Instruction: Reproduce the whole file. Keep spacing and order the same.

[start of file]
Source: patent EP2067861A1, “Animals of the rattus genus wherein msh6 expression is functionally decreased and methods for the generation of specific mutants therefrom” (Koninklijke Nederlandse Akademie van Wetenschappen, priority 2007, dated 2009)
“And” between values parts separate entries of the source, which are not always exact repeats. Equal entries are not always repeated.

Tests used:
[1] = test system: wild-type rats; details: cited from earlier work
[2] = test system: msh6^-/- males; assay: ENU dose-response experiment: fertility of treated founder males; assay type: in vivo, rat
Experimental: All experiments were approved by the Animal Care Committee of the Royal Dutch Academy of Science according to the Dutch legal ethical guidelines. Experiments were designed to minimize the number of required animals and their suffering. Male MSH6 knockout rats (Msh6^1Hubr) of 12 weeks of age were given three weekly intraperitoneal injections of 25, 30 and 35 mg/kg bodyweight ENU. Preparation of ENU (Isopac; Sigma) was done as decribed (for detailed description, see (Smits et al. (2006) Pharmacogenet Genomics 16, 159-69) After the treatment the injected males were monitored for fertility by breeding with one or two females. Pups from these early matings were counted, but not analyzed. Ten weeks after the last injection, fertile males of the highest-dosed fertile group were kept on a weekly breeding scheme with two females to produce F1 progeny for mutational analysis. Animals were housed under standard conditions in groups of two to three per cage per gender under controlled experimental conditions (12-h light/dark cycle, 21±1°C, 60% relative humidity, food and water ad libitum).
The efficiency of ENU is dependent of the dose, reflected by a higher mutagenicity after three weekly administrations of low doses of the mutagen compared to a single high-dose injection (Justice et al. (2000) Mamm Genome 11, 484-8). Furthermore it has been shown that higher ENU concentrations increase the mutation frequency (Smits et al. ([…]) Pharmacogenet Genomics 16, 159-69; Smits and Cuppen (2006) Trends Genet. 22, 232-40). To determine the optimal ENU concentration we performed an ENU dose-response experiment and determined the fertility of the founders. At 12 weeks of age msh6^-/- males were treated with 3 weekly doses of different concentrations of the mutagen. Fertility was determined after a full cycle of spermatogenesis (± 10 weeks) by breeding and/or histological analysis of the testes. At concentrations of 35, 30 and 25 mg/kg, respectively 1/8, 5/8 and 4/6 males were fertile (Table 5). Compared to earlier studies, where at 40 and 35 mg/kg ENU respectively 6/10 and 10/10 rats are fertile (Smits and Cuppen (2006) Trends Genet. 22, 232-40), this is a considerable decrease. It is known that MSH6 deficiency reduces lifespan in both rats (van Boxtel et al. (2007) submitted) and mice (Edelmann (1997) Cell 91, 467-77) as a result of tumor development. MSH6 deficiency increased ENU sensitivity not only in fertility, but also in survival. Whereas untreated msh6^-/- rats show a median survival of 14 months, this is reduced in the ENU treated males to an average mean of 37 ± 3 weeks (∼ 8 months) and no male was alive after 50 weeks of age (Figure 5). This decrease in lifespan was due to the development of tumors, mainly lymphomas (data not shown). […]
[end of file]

Source: patent EP2067861A1, “Animals of the rattus genus wherein msh6 expression is functionally decreased and methods for the generation of specific mutants therefrom” (Koninklijke Nederlandse Akademie van Wetenschappen, priority 2007, dated 2009)
“And” between values parts separate entries of the source, which are not always exact repeats. Equal entries are not always repeated.

Tests used:
[1] = test system: wild-type rats; details: cited from earlier work
[2] = test system: msh6^-/- males; assay: ENU dose-response experiment: fertility of treated founder males; assay type: in vivo, rat
Experimental: All experiments were approved by the Animal Care Committee of the Royal Dutch Academy of Science according to the Dutch legal ethical guidelines. Experiments were designed to minimize the number of required animals and their suffering. Male MSH6 knockout rats (Msh6^1Hubr) of 12 weeks of age were given three weekly intraperitoneal injections of 25, 30 and 35 mg/kg bodyweight ENU. Preparation of ENU (Isopac; Sigma) was done as decribed (for detailed description, see (Smits et al. (2006) Pharmacogenet Genomics 16, 159-69) After the treatment the injected males were monitored for fertility by breeding with one or two females. Pups from these early matings were counted, but not analyzed. Ten weeks after the last injection, fertile males of the highest-dosed fertile group were kept on a weekly breeding scheme with two females to produce F1 progeny for mutational analysis. Animals were housed under standard conditions in groups of two to three per cage per gender under controlled experimental conditions (12-h light/dark cycle, 21±1°C, 60% relative humidity, food and water ad libitum).
The efficiency of ENU is dependent of the dose, reflected by a higher mutagenicity after three weekly administrations of low doses of the mutagen compared to a single high-dose injection (Justice et al. (2000) Mamm Genome 11, 484-8). Furthermore it has been shown that higher ENU concentrations increase the mutation frequency (Smits et al. ([…]) Pharmacogenet Genomics 16, 159-69; Smits and Cuppen (2006) Trends Genet. 22, 232-40). To determine the optimal ENU concentration we performed an ENU dose-response experiment and determined the fertility of the founders. At 12 weeks of age msh6^-/- males were treated with 3 weekly doses of different concentrations of the mutagen. Fertility was determined after a full cycle of spermatogenesis (± 10 weeks) by breeding and/or histological analysis of the testes. At concentrations of 35, 30 and 25 mg/kg, respectively 1/8, 5/8 and 4/6 males were fertile (Table 5). Compared to earlier studies, where at 40 and 35 mg/kg ENU respectively 6/10 and 10/10 rats are fertile (Smits and Cuppen (2006) Trends Genet. 22, 232-40), this is a considerable decrease. It is known that MSH6 deficiency reduces lifespan in both rats (van Boxtel et al. (2007) submitted) and mice (Edelmann (1997) Cell 91, 467-77) as a result of tumor development. MSH6 deficiency increased ENU sensitivity not only in fertility, but also in survival. Whereas untreated msh6^-/- rats show a median survival of 14 months, this is reduced in the ENU treated males to an average mean of 37 ± 3 weeks (∼ 8 months) and no male was alive after 50 weeks of age (Figure 5). This decrease in lifespan was due to the development of tumors, mainly lymphomas (data not shown). […]